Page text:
Biggest Job Application Mistakes
There aren’t many experiences out there that are more nerve-racking than the lead-up to a job interview. In that time, we tend to make our biggest mistakes as we are feeling our most anxious. Fear not. Here is a quick guide that outlines the biggest job application mistakes to avoid making when you are preparing for your interview:
- Forgetting to modify your resume and cover letter: Many people use a template-style resume/cover letter for each job they apply for. Forgetting to modify these documents and tailoring them to the specific job application is a mistake many make. Eliminate generic sentences such as “I’d love to be considered for a job at your company.” Insert the NAME of the company, and be specific about how you can make a difference. You don’t want your resume or cover letter to appear as though they’ve been sent out to numerous other companies.
- Being too reliant on online applications: Simply sending your resume out to every online portal is a dead end these days. For every online job posting, an average of 50 applicants will respond. Simply put, applying for jobs online is a numbers game that cannot be won. Instead, search for jobs through your connections, or people you can contact directly. Or, search through your second and third connections on LinkedIn. Actual human contact is more likely to land you a job, not trolling the myriad of internet job boards.
- Using vague, benign buzz words to describe yourself: In your resumes, cover letters or job interviews, avoid using generic terms such as “team player” or “people person” or “innovator” to describe yourself. Instead, describe yourself in terms of HOW you will benefit the company, and use concrete examples of things you have done as evidence.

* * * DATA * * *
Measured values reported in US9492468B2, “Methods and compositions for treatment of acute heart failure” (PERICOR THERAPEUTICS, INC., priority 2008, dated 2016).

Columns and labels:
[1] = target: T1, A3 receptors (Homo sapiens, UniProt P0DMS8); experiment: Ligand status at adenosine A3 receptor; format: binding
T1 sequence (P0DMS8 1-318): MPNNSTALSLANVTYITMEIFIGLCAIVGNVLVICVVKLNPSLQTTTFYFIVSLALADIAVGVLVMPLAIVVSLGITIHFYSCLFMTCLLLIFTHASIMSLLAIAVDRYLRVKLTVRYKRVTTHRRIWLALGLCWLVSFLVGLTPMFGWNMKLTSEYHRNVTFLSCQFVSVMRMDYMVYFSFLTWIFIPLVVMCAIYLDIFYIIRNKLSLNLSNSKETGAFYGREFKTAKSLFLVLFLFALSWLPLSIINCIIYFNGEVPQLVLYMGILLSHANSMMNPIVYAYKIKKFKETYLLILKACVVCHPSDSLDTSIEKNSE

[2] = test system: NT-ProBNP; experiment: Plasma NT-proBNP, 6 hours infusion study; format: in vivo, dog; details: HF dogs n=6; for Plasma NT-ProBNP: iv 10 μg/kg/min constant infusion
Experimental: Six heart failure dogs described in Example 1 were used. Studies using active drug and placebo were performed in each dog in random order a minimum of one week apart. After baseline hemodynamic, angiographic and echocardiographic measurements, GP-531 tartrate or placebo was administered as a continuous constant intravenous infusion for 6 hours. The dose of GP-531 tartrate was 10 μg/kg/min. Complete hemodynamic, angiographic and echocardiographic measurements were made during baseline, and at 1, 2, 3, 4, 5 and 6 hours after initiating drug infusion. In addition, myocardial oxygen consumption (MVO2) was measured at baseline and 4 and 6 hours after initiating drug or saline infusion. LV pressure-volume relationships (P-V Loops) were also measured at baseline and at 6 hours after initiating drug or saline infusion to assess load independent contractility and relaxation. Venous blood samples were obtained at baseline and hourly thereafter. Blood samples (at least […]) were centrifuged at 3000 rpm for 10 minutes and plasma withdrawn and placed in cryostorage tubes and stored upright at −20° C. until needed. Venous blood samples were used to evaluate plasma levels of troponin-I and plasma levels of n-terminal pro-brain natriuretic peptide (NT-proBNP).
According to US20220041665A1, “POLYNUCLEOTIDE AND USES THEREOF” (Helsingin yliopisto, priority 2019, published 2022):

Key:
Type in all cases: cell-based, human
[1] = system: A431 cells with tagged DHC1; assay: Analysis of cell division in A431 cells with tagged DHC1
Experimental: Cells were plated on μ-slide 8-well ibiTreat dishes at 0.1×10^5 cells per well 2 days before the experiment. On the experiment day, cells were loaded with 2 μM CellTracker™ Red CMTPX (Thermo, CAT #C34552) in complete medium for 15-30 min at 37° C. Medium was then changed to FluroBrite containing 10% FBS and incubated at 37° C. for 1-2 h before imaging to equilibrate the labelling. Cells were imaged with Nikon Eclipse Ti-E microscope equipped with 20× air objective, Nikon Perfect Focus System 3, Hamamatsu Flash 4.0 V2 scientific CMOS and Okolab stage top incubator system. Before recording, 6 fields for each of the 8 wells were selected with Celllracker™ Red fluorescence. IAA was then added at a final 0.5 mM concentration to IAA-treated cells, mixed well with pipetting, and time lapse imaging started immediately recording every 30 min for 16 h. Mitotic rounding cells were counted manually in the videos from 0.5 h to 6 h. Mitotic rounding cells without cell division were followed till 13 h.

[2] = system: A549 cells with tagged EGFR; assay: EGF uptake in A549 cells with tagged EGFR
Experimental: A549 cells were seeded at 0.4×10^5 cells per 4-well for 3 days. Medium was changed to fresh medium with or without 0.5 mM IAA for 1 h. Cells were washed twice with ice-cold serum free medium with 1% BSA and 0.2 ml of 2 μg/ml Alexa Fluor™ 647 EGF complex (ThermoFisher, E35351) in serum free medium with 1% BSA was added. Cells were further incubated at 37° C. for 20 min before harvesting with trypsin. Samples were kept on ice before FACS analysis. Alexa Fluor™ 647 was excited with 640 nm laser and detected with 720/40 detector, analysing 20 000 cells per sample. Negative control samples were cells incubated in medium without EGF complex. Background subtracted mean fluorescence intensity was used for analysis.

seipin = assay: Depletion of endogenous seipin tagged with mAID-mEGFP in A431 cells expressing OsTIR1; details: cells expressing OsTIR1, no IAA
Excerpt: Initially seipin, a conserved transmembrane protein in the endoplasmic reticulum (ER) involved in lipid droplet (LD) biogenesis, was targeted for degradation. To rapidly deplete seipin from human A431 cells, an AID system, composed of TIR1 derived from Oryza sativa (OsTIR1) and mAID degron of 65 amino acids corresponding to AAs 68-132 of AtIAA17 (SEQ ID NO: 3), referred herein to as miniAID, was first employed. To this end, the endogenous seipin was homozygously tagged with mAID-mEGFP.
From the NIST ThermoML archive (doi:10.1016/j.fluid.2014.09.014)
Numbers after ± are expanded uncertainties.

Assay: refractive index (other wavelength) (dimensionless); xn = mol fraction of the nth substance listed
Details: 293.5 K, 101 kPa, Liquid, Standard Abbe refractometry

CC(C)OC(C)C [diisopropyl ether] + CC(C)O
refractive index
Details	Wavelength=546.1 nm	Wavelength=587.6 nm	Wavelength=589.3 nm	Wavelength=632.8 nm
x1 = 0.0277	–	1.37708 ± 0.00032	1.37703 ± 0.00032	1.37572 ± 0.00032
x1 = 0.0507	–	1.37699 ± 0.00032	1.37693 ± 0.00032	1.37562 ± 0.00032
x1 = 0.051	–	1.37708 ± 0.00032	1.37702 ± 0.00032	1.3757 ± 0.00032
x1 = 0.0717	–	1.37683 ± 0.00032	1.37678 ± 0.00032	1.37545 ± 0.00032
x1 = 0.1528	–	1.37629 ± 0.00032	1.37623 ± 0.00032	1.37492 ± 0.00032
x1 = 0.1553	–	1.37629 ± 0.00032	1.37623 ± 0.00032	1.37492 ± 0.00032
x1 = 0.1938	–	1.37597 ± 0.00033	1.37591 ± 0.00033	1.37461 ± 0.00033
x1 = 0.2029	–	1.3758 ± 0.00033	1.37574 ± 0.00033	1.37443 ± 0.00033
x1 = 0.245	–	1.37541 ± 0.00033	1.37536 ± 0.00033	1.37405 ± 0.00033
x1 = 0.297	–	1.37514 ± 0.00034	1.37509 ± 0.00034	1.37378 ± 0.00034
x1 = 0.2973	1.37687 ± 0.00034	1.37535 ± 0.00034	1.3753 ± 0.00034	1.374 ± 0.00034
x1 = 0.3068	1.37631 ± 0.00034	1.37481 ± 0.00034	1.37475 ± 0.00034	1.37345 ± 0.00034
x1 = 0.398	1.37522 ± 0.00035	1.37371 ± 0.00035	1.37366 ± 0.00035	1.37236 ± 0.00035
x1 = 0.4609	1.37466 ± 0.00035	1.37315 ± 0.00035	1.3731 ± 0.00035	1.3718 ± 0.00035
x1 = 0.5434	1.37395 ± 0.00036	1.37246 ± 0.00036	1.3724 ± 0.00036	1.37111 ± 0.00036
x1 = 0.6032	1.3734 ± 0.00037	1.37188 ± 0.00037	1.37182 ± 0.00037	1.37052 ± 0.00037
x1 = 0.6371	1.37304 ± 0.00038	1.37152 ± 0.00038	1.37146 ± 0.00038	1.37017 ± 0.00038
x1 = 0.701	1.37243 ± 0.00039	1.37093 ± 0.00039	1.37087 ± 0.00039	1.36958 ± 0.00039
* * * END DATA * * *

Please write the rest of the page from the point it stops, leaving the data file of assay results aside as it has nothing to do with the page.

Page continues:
- Not researching the person interviewing you: Studying up on the company you are applying for is a crucial part of preparing for an interview, and it should go without saying. However, you should also take some time to learn more about your interviewer. Look them up on LinkedIn and try to find a little detail you can talk about or connect over. Knowing those “little details” can help you establish a more human connection, and could help sway a decision in your favor.
- Saying “Yes” just because you need the job: To compete with the other candidates, people sometimes feel the need to say “yes” to anything that’s in the job description, even if they are not interested in or good at those things. This will end up haunting them should they later get the job and have to end up doing those tasks. If you have any reservations about the job or its duties, always ask questions and get clarification. Be honest about your skills and ambitions. You may end up being hired for a job that is more suited to your abilities.
- Not following up within 24 hours: Part of the job application process is good follow up. Following up is a direct indication of how much you want that job. Failing to do so will make the hiring manager think you don’t really want it at all, and you likely will not get it. At the very least, you should call in to thank them for giving you the opportunity to interview. The HR people will remember you for it and will give you extra consideration.
Looking now? Search for my dream job